Dec. 12, 2008
Valero Alamo Bowl
Coaches Press Conference -- 2008 AT&T Golf Classic
Derrick Fox, Valero Alamo Bowl President/CEO
About Northwestern and Missouri in the 2008 Valero Alamo Bowl:
"On behalf of the Valero Alamo Bowl, we're thrilled to have this match up between Northwestern and Missouri in the 2008 Valero Alamo Bowl. And we've got two nationally ranked programs, two teams going after a 10th win, and I guarantee you, we're going to have a great, great matchup come December 29th."
Missouri Head Coach Gary Pinkel
"Well certainly, we're honored to be a part of this 2008 Alamo Bowl. We're playing a great team in Northwestern. I should congratulate Pat, which I did personally, for being inducted into the College Football Hall of Fame on Tuesday night. I was a part of that, and what a remarkable and great honor that is. We're excited about playing this game. We're excited about the opportunity. Both teams are 9-3 (Missouri is 9-4), both teams want to win 10 games, I think we're singing the same song on both sides of the fence. Certainly, we're excited to be here. I told my players, and they're very well aware, of San Antonio. They know it's a great bowl. It's a great city, and a combination of both those things, we're thrilled to be a part of it."
On recruiting in Texas:
"Well, this was a win-win for us in many ways. The one is certainly, the state of Texas is a priority in our recruiting. We've got 28 players from the state of Texas on our team. We have eight starters, several others that play quite a bit. Other than the state of Missouri, it is where we go down and recruit the highest level of student-athletes in the country. We're excited about being here. This is where we spend a lot of our time. The coaches in the area, inviting them to practices, as I'm sure Northwestern will do, I think it's just a win-win for all the families and all involved."
On building a winning tradition at Missouri:
On opinion of need for a college football playoff system:
"I think you develop a great closeness with your seniors, as Pat mentioned earlier, too, they're the leadership of your team. A lot of those guys are the guys that had a lot of choices to go a lot of different places, and for us, they came to Missouri. These guys, for our seniors, will be four straight years in a bowl, and five out of the last six years for our program. So we're certainly making progress. All of our seniors have graduated. All 22 will graduate this December or May, so all 22 seniors. We're very proud of them for that. They've had great leadership, and I'm excited for them for this opportunity. I think the consistency of winning's really what defines a program to begin with, and then you want to continue to win at a higher level. So this is a part of the process of building our program and playing in this great bowl game."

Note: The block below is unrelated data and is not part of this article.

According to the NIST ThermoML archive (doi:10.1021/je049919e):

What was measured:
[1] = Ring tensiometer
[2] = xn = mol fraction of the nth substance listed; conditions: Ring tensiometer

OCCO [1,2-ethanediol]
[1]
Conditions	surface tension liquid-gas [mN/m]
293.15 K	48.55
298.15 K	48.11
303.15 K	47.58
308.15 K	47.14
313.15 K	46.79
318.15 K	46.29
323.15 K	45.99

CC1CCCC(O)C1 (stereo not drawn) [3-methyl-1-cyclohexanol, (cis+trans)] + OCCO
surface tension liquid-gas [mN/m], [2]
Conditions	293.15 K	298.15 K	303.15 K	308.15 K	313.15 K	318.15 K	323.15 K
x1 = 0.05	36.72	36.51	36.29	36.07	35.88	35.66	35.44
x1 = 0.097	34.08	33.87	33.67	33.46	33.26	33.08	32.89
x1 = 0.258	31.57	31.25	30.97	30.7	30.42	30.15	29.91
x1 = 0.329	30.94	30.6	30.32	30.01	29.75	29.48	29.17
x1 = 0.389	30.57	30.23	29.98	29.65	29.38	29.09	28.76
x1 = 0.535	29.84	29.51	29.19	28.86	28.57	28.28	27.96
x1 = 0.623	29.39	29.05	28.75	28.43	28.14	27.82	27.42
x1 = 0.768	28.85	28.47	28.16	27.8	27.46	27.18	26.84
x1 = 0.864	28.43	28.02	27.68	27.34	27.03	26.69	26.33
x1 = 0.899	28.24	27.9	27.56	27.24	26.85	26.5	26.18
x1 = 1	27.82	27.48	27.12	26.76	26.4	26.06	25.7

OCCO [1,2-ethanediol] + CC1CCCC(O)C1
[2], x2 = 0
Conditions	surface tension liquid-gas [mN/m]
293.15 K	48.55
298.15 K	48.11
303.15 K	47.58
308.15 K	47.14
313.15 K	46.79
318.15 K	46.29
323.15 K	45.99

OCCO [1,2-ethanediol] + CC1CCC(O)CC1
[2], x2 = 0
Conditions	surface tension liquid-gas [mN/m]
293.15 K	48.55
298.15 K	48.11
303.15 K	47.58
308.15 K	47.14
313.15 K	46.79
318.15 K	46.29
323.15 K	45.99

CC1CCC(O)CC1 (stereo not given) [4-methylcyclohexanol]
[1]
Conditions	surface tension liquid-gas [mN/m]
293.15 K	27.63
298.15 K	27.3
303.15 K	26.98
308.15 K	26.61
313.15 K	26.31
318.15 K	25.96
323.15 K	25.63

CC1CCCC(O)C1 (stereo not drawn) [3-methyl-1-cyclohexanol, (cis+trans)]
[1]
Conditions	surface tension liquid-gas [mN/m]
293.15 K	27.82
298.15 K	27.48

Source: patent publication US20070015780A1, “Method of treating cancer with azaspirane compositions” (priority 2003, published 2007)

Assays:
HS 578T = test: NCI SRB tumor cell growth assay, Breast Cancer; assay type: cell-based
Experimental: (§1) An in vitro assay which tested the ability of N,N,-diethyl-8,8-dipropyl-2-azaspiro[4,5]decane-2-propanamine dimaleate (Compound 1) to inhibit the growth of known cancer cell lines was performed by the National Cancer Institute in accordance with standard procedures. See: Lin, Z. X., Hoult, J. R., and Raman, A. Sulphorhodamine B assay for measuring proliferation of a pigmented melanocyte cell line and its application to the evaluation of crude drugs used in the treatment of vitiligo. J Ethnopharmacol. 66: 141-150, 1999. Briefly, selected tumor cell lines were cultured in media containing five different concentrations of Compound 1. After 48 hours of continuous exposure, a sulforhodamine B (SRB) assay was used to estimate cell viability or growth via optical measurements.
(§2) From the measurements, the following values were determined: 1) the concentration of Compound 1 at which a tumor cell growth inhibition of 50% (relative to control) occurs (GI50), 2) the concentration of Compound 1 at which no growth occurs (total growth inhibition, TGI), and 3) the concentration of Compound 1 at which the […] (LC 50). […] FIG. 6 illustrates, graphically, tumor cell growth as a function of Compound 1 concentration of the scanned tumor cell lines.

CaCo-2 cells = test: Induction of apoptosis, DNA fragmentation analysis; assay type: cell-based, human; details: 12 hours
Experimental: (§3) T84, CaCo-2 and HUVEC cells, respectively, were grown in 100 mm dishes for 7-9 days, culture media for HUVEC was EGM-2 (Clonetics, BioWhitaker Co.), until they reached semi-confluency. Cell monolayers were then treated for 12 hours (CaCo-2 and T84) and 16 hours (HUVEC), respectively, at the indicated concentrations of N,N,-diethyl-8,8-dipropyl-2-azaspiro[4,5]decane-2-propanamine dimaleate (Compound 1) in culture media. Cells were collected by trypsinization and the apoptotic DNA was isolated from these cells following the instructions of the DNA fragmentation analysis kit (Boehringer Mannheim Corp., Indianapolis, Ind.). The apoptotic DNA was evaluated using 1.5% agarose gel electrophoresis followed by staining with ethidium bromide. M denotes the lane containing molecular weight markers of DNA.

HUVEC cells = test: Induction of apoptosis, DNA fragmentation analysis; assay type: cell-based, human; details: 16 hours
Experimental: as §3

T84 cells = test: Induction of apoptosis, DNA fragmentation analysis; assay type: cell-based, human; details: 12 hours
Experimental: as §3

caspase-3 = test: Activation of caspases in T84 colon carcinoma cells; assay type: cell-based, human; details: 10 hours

"I have my opinion. You may not like it, but I'll give it to you. I think college football is very unique. One of the great things of college football is every single week the national championship's on the line like no other sport. I think college football right now is more popular, makes more money, has more fan base than in the history of our sport. I think the first thing you have to suggest is why would you change that. I like the BCS system. I have no idea what Pat thinks about this, and we'll hear that in a minute, but I'm of the plus one theory. You maintain the bowls, you maintain all of the BCS bowls, one plays four, two plays three, and the goal is to get in the top four, and then you have one more game. To me, you maintain the integrity of college football, and every single week, the national championship being on the line, so you maintain that and you still have a goal to be in the top four."
On need for change to Big 12 tiebreaker rule:
"As y'all know, we had some great teams in the Big 12, probably the South has as good a numbers there, maybe like the perfect storm, as you'll probably every have. I think what we will do as coaches and athletic directors is we'll revisit that in May and figure out what the best way is. And if the best way is currently, we'll stick with it. I think we'll kind of visit it and maybe decide to go another way. We'll wait and see."